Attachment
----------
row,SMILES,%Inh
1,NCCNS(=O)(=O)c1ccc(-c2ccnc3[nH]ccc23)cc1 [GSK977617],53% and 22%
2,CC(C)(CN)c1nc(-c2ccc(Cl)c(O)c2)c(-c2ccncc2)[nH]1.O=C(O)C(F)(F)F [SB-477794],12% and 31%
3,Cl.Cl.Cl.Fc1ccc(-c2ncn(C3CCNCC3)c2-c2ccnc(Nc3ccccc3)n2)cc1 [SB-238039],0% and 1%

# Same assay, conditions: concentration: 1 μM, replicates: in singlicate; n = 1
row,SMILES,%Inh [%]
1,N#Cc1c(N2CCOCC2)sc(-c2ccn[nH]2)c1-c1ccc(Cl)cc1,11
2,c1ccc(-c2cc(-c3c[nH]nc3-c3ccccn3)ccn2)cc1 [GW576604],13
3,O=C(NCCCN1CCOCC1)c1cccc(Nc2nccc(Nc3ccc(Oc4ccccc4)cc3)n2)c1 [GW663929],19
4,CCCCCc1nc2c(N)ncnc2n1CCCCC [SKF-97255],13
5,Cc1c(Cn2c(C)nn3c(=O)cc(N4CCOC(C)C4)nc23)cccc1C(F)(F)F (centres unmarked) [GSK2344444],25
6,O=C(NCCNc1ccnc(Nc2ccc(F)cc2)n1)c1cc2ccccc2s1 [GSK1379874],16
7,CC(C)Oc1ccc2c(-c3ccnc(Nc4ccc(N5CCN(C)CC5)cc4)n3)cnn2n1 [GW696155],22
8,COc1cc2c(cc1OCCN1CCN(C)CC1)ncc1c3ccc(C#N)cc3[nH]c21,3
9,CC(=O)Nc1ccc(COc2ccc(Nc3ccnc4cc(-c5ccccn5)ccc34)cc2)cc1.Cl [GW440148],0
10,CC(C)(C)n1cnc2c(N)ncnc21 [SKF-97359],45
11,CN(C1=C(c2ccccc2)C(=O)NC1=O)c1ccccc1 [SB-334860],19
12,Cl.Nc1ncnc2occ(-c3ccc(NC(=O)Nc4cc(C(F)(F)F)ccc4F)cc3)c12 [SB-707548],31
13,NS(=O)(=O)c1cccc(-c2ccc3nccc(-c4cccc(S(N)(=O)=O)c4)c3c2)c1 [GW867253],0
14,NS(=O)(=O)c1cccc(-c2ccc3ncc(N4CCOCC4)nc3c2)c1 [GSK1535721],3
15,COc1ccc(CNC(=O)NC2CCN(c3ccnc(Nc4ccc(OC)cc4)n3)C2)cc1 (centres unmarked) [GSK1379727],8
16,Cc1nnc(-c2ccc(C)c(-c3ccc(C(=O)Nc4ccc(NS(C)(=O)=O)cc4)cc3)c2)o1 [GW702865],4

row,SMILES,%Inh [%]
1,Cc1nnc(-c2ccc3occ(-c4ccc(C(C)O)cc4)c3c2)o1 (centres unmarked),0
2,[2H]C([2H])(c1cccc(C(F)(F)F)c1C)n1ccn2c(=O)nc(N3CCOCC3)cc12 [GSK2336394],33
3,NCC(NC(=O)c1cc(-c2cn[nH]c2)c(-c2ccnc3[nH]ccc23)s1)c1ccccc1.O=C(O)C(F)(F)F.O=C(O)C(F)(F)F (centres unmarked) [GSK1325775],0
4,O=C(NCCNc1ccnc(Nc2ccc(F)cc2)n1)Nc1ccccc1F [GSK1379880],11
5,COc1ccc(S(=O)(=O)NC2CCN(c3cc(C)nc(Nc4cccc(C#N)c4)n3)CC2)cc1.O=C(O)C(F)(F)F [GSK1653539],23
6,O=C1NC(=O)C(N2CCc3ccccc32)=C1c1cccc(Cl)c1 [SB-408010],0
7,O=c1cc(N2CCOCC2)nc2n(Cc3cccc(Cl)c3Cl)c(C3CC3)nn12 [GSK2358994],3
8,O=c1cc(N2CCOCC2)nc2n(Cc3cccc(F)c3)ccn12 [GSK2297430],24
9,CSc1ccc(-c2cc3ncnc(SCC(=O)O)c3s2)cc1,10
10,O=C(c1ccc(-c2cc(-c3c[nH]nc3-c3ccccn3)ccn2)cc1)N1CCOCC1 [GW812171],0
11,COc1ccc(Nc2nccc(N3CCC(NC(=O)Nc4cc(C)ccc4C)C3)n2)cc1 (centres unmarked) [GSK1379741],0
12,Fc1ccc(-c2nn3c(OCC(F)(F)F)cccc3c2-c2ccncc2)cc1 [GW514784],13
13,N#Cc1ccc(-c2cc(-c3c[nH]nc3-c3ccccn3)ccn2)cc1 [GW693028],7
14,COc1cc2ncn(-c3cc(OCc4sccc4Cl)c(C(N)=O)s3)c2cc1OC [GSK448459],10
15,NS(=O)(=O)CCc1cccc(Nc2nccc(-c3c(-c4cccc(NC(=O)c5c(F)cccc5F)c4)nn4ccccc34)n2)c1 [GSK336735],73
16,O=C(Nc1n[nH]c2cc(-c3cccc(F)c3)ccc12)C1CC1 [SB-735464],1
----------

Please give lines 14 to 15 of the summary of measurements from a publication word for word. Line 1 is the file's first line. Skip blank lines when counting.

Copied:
8,COc1cc2c(cc1OCCN1CCN(C)CC1)ncc1c3ccc(C#N)cc3[nH]c21,3
9,CC(=O)Nc1ccc(COc2ccc(Nc3ccnc4cc(-c5ccccn5)ccc34)cc2)cc1.Cl [GW440148],0